– Bad / Poor Overall Body Posture
– Poor Technique when doing repetitive tasks
– Lack of correct training to correctly carry out tasks
– The joints in your body are loose or stretchy
– You’re not exercising regularly
– High pressure work environment
– Overweight / Obese
– Problems getting a good night sleep or just not being able to sleep well
– Computer use during the day is greater than 2-4 hours
– Heavy repetitive tasks with intense work
– Holding the muscles in your body in a constant fixed position for long periods of time.
– Working too fast, or on consistently tight deadlines
– Don’t allow yourself to take breaks during the workday
– You already have Arthritis, Diabetes, or any other serious health conditions
– Lead a sedentary lifestyle
– Having a very stressful life or lifestyle
– Accepting that you are at Risk due to the work or repetitive tasks at hand

With having a multitude of activities that can create this type of injury, below is a small list of injuries that are related to the repetitive motion type of injuries:

– Tendinitis – Inflammation of a tendon, which connects the muscles to the bones and allows for motion to occur at all of the joints in the body.
– Bursitis – Inflammation of the Bursa Sac, which are sacs or pouches between certain tendons and bones that alleviate friction and cushion this connection.
– Tenosynovitis – Inflammation of a tendon that is more specifically in the wrists and hands.
– DeQuervain’s Syndrome – This is a tenosynovitis of the two tendons that surround that nerve tunnel that controls movement of the thumb.
– Carpal Tunnel Syndrome – Inflammation that occurs in the median nerve that runs down to the wrists, causing pain and tenderness in the palm side of your hand and fingers.
– Thoracic Outlet Syndrome – Compression of the thoracic outlet, between your armpit and the base of the neck, where nerves and blood vessels have compression upon them causing neck, shoulder, and arm pain along with numbness and tingling down the arm.
– Trigger Finger / Thumb – This is also known as Stenosing Tenosynovitis, and this is when your fingers become stuck in a bent position, which may cause your finger or thumb to snap when straightened.
– Tennis Elbow – Overuse of the arm, forearm, and hand muscles creating pain in the outside part of the elbow.
– Golfers Elbow – Overuse of the arm, forearm, and hand muscles creating pain at the inside part of the elbow.

As you can see there can be multiple factors that have lead you down the path to be more vulnerable to these repetitive stress injuries. The underlying first signs of having a possible repetitive stress injury is the pain or soreness, tingling or numbness that are accompanied by a repetitive task with your neck, shoulders, arms, hands, wrists, and fingers. There are several different treatment options that are available to help alleviate the pain, tingling and numbness. Some of these therapies are Myofascial Therapy, Therapeutic Exercises, and Chiropractic Care. Here at Proline Chiropractic we provide all of these therapy options. Myofascial therapy is a soft tissue type of therapy that aims to relax the muscles, improve circulation, stimulate stretch reflex in the muscles, and improve lymphatic drainage. Therapeutic exercises are very specific for the type of injury sustained, as it allows for the rehabilitation of certain muscle groups that were injured to get back to normal function. These specific exercises are geared to helping the scar tissue to form properly, restore the normal range of motion, and help strengthen the muscles around the injured area. Chiropractic care is a very important part of the repetitive stress injury, as the injury has created a problem within the joint where the nerves and blood vessels pass through. Chiropractic care helps restore the proper and normal range of motion within the joint or joints that are injured, allowing full range of motion without any limitation of movement. When the joints in the body are able to get back to fully functioning without any impingement, then the nerves will not have that additional pressure that gives you the sensation of pain, tingling or numbness.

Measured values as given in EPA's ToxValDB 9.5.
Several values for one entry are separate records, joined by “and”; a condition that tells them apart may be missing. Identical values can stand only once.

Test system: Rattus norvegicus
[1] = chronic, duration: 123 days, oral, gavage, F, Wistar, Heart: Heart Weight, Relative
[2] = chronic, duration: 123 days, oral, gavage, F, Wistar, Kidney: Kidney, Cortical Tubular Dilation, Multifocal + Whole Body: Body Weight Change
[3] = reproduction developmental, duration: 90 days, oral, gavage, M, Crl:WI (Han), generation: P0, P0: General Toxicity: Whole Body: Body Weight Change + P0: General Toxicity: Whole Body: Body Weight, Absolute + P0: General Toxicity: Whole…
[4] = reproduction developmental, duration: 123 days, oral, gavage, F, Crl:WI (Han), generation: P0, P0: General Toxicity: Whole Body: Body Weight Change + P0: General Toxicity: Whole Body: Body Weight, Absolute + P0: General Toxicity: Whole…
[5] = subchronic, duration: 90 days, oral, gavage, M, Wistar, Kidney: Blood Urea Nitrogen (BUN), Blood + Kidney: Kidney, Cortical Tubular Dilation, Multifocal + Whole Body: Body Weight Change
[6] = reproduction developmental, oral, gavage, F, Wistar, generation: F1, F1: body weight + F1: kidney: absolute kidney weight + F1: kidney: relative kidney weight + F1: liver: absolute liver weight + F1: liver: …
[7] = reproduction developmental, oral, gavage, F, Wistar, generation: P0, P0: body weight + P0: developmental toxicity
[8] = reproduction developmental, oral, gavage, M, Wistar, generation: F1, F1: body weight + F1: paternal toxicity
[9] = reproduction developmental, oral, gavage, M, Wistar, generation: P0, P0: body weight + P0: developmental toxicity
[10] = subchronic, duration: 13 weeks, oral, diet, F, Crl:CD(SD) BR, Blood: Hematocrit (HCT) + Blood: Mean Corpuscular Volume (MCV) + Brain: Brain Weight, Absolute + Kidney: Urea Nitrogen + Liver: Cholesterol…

When you come to Proline Chiropractic for pain from
your repetitive stress injury, we will review your history, and perform an in-depth examination. The doctor will provide you with an individualized treatment care plan, one that is specific and right fit for you, your lifestyle, and your needs. The sooner you can get the help that is needed to take care of the pain, tingling or numbness, the sooner you will start to feel better again. Call us TODAY at (425) 531-7228 to setup your initial appointment and get your life back, free of pain and limitation!
Dr Jason Matthews Proline Chiropractic